Corporate Compliance

Note from the instructor: Part D coverage for prescription drugs and biologicals not covered under Parts A or B

Medicare Insider, December 23, 2014

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This week’s note from the instructor is written by Judith L. Kares, JD, regulatory specialist for HCPro.  
 
Prompted by a number of questions in recent Medicare Boot Camp-Hospital (MBC-H) classes and preparation for a custom MBC-H/Physician class, in this week’s note we will discuss differences in coverage for certain hospital services under Parts A, B, and D of Medicare. In particular, we will explore coverage under Part D for prescription drugs and biologicals (Prescription Drugs) not covered under Parts A or B when provided to hospital inpatients or outpatients. 
 
Part D
 
Part D is an optional federal Medicare program designed to subsidize the costs of Prescription Drugs and Prescription Drug insurance premiums for individuals entitled to Medicare benefits under Part A or enrolled in Medicare benefits under Part B. Beneficiaries who enroll in most Medicare Advantage plans, as well as those who qualify for both Medicare and Medicaid (full-benefit dual eligibles) automatically receive the Medicare drug benefit. Enacted as part of the Medicare, Prescription Drug, Improvement, and Modernization Act of 2003 (the “MMA”), Part D originally went into effect on January 1, 2006 and has been subsequently amended by several federal statutes, including the Medicare Improvements for Patients and Providers Act of 2008.
 
Under the MMA, Medicare beneficiaries generally receive coverage for Prescription Drugs in one of two ways:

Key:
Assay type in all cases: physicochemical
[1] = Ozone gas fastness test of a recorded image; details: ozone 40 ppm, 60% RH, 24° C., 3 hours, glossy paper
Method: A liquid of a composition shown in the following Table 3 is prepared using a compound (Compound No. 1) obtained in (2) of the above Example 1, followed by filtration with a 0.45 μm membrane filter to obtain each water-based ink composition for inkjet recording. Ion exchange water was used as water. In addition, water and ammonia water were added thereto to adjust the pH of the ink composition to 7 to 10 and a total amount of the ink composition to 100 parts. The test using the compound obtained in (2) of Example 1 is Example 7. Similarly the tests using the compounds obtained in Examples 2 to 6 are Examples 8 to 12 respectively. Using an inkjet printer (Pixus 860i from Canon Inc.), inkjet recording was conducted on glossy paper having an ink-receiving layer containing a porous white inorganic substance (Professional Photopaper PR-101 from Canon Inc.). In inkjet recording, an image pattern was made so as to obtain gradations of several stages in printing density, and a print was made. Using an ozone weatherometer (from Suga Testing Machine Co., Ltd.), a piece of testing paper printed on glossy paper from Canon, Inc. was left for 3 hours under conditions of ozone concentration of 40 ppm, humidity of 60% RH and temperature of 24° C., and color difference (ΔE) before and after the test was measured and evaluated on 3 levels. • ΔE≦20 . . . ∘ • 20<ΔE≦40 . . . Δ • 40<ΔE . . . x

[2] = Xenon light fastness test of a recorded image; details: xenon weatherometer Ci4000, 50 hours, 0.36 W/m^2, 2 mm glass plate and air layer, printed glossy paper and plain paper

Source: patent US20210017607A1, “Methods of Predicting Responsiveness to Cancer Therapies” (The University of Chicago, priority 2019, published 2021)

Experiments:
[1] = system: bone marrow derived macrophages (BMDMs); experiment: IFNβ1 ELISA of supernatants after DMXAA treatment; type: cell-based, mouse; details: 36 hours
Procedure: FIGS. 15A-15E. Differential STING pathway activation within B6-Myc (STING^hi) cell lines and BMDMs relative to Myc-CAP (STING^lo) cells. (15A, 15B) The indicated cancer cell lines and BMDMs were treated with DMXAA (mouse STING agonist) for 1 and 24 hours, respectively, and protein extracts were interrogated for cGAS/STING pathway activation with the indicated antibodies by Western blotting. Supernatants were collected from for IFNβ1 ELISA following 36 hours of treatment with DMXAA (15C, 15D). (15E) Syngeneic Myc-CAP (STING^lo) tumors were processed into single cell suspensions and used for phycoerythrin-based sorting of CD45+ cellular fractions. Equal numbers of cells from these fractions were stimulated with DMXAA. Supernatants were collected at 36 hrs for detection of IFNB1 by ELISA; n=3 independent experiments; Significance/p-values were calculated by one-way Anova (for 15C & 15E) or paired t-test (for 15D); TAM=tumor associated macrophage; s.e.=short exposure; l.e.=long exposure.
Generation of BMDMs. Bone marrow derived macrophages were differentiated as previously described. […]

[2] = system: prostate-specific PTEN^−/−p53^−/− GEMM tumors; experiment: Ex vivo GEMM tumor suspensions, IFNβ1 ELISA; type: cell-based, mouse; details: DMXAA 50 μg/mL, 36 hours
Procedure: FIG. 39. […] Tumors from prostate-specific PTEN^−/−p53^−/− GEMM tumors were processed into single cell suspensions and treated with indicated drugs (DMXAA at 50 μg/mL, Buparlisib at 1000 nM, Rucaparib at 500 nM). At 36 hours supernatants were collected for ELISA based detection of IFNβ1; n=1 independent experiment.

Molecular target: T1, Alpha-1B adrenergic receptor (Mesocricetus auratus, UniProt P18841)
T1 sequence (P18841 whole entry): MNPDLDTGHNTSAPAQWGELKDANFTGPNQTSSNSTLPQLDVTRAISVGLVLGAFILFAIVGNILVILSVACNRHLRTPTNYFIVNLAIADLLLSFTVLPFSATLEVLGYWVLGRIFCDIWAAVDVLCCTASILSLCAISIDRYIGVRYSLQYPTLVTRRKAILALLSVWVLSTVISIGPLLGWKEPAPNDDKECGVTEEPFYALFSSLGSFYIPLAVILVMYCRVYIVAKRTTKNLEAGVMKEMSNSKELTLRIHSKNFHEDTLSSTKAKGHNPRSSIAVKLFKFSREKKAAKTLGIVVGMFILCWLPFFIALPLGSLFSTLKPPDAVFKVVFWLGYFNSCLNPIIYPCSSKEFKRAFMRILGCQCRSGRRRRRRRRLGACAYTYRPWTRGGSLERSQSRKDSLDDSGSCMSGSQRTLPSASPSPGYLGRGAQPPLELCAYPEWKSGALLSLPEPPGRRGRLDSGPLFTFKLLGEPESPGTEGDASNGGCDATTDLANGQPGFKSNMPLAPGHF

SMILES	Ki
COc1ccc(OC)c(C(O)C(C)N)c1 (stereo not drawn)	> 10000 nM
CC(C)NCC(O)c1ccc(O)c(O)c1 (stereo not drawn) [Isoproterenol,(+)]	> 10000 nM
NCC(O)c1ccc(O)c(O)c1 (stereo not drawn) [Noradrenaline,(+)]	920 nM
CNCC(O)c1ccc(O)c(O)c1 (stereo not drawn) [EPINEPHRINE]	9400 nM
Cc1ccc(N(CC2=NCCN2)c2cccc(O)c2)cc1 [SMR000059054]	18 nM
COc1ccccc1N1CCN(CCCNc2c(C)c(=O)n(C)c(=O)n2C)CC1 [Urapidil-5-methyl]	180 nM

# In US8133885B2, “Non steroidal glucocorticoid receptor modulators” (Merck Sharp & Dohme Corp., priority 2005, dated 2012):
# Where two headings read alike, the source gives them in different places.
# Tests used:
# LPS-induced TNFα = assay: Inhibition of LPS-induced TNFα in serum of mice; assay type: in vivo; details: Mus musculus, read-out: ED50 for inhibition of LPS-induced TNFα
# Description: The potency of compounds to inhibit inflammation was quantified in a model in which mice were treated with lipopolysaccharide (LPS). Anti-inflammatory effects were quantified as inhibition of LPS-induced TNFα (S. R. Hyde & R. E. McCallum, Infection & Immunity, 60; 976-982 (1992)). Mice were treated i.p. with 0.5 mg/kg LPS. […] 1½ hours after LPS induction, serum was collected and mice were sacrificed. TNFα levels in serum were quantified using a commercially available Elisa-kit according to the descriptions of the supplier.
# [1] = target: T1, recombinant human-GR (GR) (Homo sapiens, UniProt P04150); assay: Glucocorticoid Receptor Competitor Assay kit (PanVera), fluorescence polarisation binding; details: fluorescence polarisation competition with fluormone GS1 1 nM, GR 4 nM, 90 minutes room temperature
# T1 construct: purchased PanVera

• Enrollment in a supplemental Prescription Drug Plan (PDP) offered by a private insurance company, to supplement the health coverage they receive under Medicare Part A and/or B; or
  • Enrollment in a Medicare Advantage Plan that offers coverage for Prescription Drugs (MA-PD) as an integral part of the health coverage it provides under Medicare Part C.
 
Organizations offering drug plans (both PDPs and MA-PDs) have flexibility in the design of the Prescription Drug benefit packages they offer, including the establishment of formularies. Formularies are lists of Prescription Drugs that have been approved by that Plan for coverage. Even when not included on the formulary, beneficiaries may request an exception in certain circumstances. Other variables include deductibles, coinsurance, coverage, and out-of-pocket limits.
 
Currently, there is a coverage gap—popularly referred to as the donut-hole—during which the beneficiary bears the primary responsibility for payment of what would otherwise be covered Prescription Drugs. This gap occurs between the time the beneficiary has met the initial coverage limitation under the particular PDP or MA-PD and before he or she has reached his/her out-of-pocket threshold. Over time, the intent under Part D is for coverage to expand and cost sharing to diminish. More information on Part D can be found in related regulations—42 CFR Part 423—and the Medicare Prescription Drug Manual, Publication 100-18, which is available on the CMS Website.